posted by uberchet at 2:44 PM on April 3, 2017 [1 favorite]

I occasionally get receipts or "Thanks for shopping at [store in Australia]!" and ignore them. The one time I did follow up was when I got the loan documents from someone's bank for a personal loan. I sent the person a postcard explaining the situation and presumably they resolved it.

In the 90's friends who accidentally sent emails the the .com version of my domain name would get blistering emails back from the badger breeder(?) who lived in Australia and owned the .com.
posted by bendy at 2:48 PM on April 3, 2017 [4 favorites]

The only time this worked in my favor was my exhusband's credit getting mixed with his dad's because his excellent history probably helped our credit score.
posted by vespabelle at 3:15 PM on April 3, 2017 [1 favorite]

Somewhat relatedly, I had long heard of my mysterious doppelganger. We lived in the same town and worked for the same company. She was killed in a really tragic accident last year. I didn't know SHE was my doppelganger until I randomly ran into her cousin, who also works for the same company, and that's how I found out that I accidentally caused some of the people in my workplace a lot of feelings when they saw me walk down the hall. This article made me finally look up her obit, and... yeah, we basically had the same face. Bringing it back to TFA, I was so thrilled that white Lisa got to meet THAT Lisa, because I always wanted to meet the other me. I just didn't know who she was until two months ago, and by then, it was too late.
posted by Ruki at 3:21 PM on April 3, 2017 [7 favorites]

I have a somewhat uncommon last name, there's only a couple of thousand people in the US with it. My first name is middling common, but my middle initial is unusual for a woman. Despite that, and the fact I lived in a county of only 100K people, there was someone with the exact same name and middle initial in the county, and at least once as a teenager I had to pay for a water-ruined book she had apparently dropped in the tub or something. Oh how I resented her!
posted by tavella at 3:39 PM on April 3, 2017 [3 favorites]

Once, I represented on a criminal case a guy named Roy. I searched him in the system, which showed that he was incarcerated somewhere else in the state, and should still have been there serving a sentence. I figured there was a mix-up bc my records had him getting arrested the day before and housed in the county jail. I finally went to the jail to figure out who it was that they were holding there, where Roy stepped out and said he had an identical twin named Royce, who went by Roy for short. Same birthdate, and their social security numbers were all entangled together by a system that most of the time didn't bother to separate apart beyond first and last name and date of birth. Every time I had to argue over his criminal record, I had to make the same argument: no judge, that's his identical twin brother, also named Roy. I think a lot of the prosecutors and judges thought I was doing the old public-defender trick of repeating the same dumb defense our clients feed us ("judge, she says the coke was in the purse when she bought it") for lack of anything better to say, until I started bringing in & comparing mug shots and other documentation to prove it.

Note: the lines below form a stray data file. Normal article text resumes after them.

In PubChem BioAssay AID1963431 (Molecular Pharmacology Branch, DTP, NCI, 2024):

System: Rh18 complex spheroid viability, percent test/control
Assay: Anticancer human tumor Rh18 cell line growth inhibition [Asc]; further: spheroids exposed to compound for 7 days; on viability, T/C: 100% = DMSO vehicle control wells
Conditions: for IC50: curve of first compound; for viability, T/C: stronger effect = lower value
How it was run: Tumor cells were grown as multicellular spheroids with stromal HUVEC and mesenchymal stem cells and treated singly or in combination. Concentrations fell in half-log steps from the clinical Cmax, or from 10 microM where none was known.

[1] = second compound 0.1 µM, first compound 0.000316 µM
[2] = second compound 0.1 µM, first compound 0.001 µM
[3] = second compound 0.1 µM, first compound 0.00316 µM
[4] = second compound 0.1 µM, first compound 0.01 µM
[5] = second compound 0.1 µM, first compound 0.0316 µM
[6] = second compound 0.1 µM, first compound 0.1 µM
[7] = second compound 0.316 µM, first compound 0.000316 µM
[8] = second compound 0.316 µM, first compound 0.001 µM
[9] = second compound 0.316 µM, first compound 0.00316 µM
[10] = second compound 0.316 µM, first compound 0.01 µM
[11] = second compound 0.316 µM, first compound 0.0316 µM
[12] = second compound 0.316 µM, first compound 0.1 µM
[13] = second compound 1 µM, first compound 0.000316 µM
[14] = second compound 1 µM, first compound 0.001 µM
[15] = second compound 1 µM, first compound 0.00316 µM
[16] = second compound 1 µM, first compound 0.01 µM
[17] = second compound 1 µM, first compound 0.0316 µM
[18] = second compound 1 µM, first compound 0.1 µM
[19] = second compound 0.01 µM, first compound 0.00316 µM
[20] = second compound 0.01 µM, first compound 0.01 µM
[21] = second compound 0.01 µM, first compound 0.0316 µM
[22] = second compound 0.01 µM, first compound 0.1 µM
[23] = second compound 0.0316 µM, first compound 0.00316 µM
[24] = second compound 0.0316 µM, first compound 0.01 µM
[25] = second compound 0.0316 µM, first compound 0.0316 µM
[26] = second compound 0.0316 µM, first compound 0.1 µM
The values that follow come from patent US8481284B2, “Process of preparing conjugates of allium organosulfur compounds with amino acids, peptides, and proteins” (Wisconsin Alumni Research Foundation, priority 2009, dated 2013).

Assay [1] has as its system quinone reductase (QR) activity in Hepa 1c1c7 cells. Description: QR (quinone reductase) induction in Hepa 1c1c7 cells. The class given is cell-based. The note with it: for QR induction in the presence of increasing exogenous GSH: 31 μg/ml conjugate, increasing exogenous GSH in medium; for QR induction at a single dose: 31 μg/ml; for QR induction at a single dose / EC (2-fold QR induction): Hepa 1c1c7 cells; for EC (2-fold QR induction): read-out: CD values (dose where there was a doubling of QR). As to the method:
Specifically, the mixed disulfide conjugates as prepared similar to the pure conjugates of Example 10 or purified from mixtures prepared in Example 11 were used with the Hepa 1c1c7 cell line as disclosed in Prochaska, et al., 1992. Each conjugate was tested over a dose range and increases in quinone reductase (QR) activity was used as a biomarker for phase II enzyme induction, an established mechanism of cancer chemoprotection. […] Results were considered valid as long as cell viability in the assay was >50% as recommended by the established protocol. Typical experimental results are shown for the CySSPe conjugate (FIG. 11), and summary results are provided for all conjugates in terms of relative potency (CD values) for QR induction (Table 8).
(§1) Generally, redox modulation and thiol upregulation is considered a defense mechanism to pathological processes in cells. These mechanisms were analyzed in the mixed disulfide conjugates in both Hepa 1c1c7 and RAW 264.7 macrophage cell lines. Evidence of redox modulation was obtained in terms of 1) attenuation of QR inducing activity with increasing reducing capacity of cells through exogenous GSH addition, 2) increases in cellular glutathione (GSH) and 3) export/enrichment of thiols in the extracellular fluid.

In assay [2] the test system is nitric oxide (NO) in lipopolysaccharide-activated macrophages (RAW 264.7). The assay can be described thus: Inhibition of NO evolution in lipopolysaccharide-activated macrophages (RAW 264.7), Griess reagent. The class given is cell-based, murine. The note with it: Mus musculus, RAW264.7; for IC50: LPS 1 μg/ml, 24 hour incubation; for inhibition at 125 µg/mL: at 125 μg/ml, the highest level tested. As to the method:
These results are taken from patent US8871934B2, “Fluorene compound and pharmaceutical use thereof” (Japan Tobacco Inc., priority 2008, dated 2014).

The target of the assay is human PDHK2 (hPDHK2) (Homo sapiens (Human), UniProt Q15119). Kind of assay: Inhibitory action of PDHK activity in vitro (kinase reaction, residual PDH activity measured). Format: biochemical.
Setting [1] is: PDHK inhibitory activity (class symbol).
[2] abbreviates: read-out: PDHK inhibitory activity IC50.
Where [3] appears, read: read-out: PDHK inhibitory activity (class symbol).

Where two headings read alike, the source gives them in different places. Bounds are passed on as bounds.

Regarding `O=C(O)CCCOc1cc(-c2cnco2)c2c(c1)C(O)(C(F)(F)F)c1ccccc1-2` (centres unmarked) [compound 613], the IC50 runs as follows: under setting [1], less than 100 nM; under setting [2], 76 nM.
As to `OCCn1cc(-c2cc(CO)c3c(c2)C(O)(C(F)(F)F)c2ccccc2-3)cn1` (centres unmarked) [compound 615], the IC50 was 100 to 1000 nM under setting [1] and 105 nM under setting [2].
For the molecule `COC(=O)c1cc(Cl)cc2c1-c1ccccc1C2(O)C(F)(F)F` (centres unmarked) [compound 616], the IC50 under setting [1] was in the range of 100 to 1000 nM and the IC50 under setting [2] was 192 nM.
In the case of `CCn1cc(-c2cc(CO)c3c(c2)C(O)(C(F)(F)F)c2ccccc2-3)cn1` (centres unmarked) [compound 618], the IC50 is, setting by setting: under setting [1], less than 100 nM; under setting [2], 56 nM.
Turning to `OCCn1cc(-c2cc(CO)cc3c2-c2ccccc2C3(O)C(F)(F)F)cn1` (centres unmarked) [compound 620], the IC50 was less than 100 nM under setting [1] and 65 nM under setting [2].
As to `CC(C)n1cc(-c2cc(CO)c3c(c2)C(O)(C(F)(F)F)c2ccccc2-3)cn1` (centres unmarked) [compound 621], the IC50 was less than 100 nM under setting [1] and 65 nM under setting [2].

When I finally met his mother, the idea that somehow it was a bad idea to name identical twins Roy and Royce seemed like it had honest to god never occurred to her before.
posted by likeatoaster at 3:43 PM on April 3, 2017 [33 favorites]


my name is kirsten. every so often, kristen.mylastname forwards important gmails to me.
posted by changeling at 3:50 PM on April 3, 2017

I have and it's not a hugely common name combination, but sufficiently common.

My is evidently common enough that I got invited to three different holiday parties (in Chicago, IL, in Baltimore, MD and Belfast, Northern Ireland--and fyi, the Baltimore party looked to be the most fun) and a save the date for a wedding (in Opelika, Alabama) this past December. I briefly considered attending all just to see what would happen. The positive/negative of not being a rich person is that I didn't actually go through with it.

I have since been invited to several more events from the Alabama people. I finally wrote and told them they had the wrong Alison and two weeks later I was invited to someone's 70th wedding anniversary down there. Now toying with the possibility that I have a secret family or a double life I don't know about
posted by thivaia at 4:00 PM on April 3, 2017 [4 favorites]

My mom decided to drop her maiden name, rather than her middle name, while my dad decided first born children should be named after their parent. Apparently girls don't get Jr or II, which has given me a lifetime of this.

I think this is part of why privacy isn't a giant concern for me. Instead I want transparency so I can prove to you that you meant an entirely different politikitty born 21 years before me.

My credit report was riddled with errors before I was 18. I would show up to the polls finding my mom's signature scrawled on my entry. Paychecks would sometimes not show up in my checking account. I was once diagnosed peri-menopausal without a blood test.

None of this was malicious. Just poor planning.
posted by politikitty at 4:02 PM on April 3, 2017